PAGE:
Savannah-Georgia

I wonder if I should I add Edinburgh? My wife is doubtful, but the New Town there is really very nice, with a magificent view over the Firth of Forth

edinburgh-3

and there is the dramatic backdrop of Edinburgh castle

edinburgh-2

What about Manhattan?

Manhattan Office Vacancy Rate Drops In Second Quarter

I’m torn. Manhattanites certainly think that the borough has outstanding universal value, non-residents may not be so sure.

After cityscapes we list a series of buildings and complexes that stand out because of the beauty of the buildings themselves, often highlighted by their siting:

– Taj Mahal, which must be one of the most sublime buildings in the world

Taj Mahal

and which can stand in for a series of wonderful Mughal edifices dotted around northern India (Fatehpur Sikri, the Mausoleum of Akbar at Sikandra, the Jama Masjid mosque in Delhi, the mausoleum of Humayun, …)

– Angkor Wat

Angkor-wat-2

with its wonderful faces carved in the temple walls

Angkor-wat-gods

– The rock gardens and temples of Kyoto

Kyoto Tofuukuji rock garden-2

kyoto kinkakuji

kyoto ginkakuji

– The chateaux of the Loire in France, especially Chenonceau

Chateau de Chenonceau

and Azay-le-Rideau

Chateau-Azay-le-Rideau

– The Alhambra palace in Andalusia

SONY DSC

with its typical Arab love of water

Alhambra-2

We don’t just list old buildings. We would add at least two modern buildings:

– the Sydney Opera House

sydney opera house 014

– the east wing of the National Gallery in Washington DC

east wing national gallery

My wife thinks we should also list Labrang, the Tibetan Buddhist monastery-town in Sichuan

labrang

I’m not convinced that it really has outstanding universal value, yet.

I’ll add here a couple of the wonderful garden-parks which were created around some of the grander country houses in the UK in the 18th century.

– Stowe gardens

Stowe-Landscape-Gardens

Stowe gardens-house

– Fountains Abbey and Gardens

fountains abbey

fountains abbey gardens-1

fountains abbey gardens-2

Which brings us naturally to our last list, our choices of natural heritage sites of outstanding universal value. We would start with the canyons in the American west. Rather than list the Grand Canyon, which some might consider the natural choice, we would list some of the smaller canyons:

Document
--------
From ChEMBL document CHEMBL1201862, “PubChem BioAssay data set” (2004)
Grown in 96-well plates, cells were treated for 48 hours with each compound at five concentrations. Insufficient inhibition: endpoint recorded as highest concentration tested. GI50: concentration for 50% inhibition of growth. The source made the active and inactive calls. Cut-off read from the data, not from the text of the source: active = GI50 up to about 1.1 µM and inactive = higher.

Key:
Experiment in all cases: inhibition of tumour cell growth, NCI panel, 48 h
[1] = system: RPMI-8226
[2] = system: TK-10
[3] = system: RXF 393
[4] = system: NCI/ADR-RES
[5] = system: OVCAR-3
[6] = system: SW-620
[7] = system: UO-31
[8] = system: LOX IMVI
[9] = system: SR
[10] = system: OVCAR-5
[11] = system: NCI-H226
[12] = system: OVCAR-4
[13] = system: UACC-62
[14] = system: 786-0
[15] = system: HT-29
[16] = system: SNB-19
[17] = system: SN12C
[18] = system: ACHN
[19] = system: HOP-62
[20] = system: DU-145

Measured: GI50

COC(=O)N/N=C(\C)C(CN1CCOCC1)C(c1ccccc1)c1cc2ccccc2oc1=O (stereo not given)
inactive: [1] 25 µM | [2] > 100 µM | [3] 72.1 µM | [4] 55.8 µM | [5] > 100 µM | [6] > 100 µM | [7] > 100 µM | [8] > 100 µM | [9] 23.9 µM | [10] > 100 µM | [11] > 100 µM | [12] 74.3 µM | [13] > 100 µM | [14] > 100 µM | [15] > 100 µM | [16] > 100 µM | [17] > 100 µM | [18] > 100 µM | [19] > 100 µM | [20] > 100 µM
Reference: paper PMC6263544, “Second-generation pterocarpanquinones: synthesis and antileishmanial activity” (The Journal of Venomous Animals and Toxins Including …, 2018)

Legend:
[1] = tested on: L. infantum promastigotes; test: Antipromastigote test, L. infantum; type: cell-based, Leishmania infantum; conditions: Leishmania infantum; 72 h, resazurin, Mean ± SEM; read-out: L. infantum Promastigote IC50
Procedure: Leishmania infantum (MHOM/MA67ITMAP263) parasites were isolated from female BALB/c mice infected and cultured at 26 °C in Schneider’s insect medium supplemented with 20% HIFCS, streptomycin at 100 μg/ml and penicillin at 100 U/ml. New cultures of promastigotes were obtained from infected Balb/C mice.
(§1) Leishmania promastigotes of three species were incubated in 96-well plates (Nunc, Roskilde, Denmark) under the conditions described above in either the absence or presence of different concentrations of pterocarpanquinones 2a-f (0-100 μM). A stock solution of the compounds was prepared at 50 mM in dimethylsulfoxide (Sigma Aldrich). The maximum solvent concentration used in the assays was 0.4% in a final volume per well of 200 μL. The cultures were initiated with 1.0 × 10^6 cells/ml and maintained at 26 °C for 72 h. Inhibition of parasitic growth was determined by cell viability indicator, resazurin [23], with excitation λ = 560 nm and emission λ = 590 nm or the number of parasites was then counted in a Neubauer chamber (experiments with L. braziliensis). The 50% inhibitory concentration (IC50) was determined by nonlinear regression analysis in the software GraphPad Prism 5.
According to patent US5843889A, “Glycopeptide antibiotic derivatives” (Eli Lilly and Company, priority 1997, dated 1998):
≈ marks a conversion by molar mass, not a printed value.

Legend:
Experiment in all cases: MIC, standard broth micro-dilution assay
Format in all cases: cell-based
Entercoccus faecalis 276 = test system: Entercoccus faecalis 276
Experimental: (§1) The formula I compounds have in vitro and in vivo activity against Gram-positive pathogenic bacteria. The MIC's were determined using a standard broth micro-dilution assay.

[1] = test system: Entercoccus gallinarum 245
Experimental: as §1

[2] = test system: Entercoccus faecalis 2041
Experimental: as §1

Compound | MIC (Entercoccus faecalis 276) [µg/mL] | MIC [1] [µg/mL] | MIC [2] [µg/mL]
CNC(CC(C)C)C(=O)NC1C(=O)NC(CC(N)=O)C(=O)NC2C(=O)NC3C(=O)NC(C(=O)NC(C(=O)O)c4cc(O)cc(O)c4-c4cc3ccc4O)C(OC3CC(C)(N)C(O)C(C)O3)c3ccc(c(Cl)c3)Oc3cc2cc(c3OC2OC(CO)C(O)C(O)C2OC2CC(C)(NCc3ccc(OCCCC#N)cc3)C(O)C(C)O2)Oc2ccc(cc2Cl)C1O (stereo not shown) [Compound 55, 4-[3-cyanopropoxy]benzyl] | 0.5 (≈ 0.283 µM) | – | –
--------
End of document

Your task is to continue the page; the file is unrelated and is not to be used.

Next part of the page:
– Bryce Canyon, especially lovely in winter, which is when we saw it:

bryce canyon

– and Canyon de Chelly

canyon-de-chelly

– We are moved to list here too the Atlas mountains in Morocco. When we first saw them, we were immediately reminded of the canyonlands in the US

Atlas mountains

but what was even better was that the locals were still making their villages from the local clay so that villages seemed to grow out of the landscape

atlas mountains-villages

– From canyons on land to canyons on the sea, and here we found the fjords in New Zealand more striking than those in Norway

New Zealand South Island Fiordland National Park Milford Sound

– From water to none, with the red sand dunes of Namibia

Namibia -Dune 45

– and back to water again, with the Amazon River

Amazon river

– from hotter to cooler, with the high meadows of the Alps in the Trentino in Italy

alps-trentino

– from grass to trees, in this case the truly magnificent sequoias

sequoia-national-park

– and finally back to grass and water, with the Scottish Highlands

scottish-highlands

-o0o-

Well, that’s our list of cultural and natural sites which we would consider to have outstanding universal value. As I said earlier, the list is no doubt incomplete simply because there are still lots of places we haven’t visited. We’d be interested to know how readers feel about this. What sites would they put on their own list?

_______________

Dubai creek: http://www.guiaemdubai.com/wp-content/uploads/2010/07/Dubai.creek_.jpg [in http://www.guiaemdubai.com/dubai-creek/%5D
Venice-aerial view: http://weddinginvenice.net/wp-content/uploads/2008/07/venice.jpg [in http://weddinginvenice.net/blog/aerial-view-of-venice%5D
Venice-worm’s eye view: http://farm9.staticflickr.com/8149/7667954390_2eafc258f6_h.jpg
Paris-Notre Dame: http://upload.wikimedia.org/wikipedia/commons/a/a2/Notre_Dame_de_Paris_by_night_time.jpg [in http://it.wikipedia.org/wiki/Cattedrale_di_Notre-Dame%5D
Paris-Eiffel tower: http://wallpapersus.com/wp-content/uploads/2012/01/eiffel-tower-sunset-architecture-city-cloudy-dusk-famous-river.jpg [in http://wallpapersus.com/eiffel-tower-sunset-architecture-city-cloudy-dusk-famous-river/%5D
Rome Piazza Navona: http://www.bonjouritalie.it/uploaded/images/Piazza_Navona_Evening.jpg [in http://www.bonjouritalie.it/en/news/46/PIAZZA-NAVONA-the-Roman-s-playroom-.html%5D
Rome Pantheon: http://www.dewereldwonderen.nl/wp-content/uploads/2011/09/pantheon-omgeving.jpg [in http://www.dewereldwonderen.nl/andere-wereldwonderen/het-pantheon/%5D
Istanbul: http://i.telegraph.co.uk/multimedia/archive/02012/istanbul-biennial_2012683b.jpg [in http://www.telegraph.co.uk/culture/art/8796386/Istanbul-biennial-art-at-the-crossroads-of-the-world.html%5D
Prague: http://www.discoverwalks.com/prague-walking-tours/wp-content/blogs.dir/5/files/4/not-many-people-can-show-you-this.jpg [in http://www.discoverwalks.com/prague-walking-tours/prague-castle-tour/%5D
San Gimignano-1: http://www.roma-antica.co.uk/custom/San%20Gimignano.jpg
San Gimignano-2: http://www.hotelilponte.com/writable/public/tbl_galleria/grande/v961b38120234375.jpg
Savannah: http://www.shedexpedition.com/wp-content/uploads/2013/06/gingerbread-house-Savannah-Georgia-1899-Carpenter-Gothic.jpg [in http://www.shedexpedition.com/savannah-georgia-best-quality-of-life-and-visitor-experience/%5D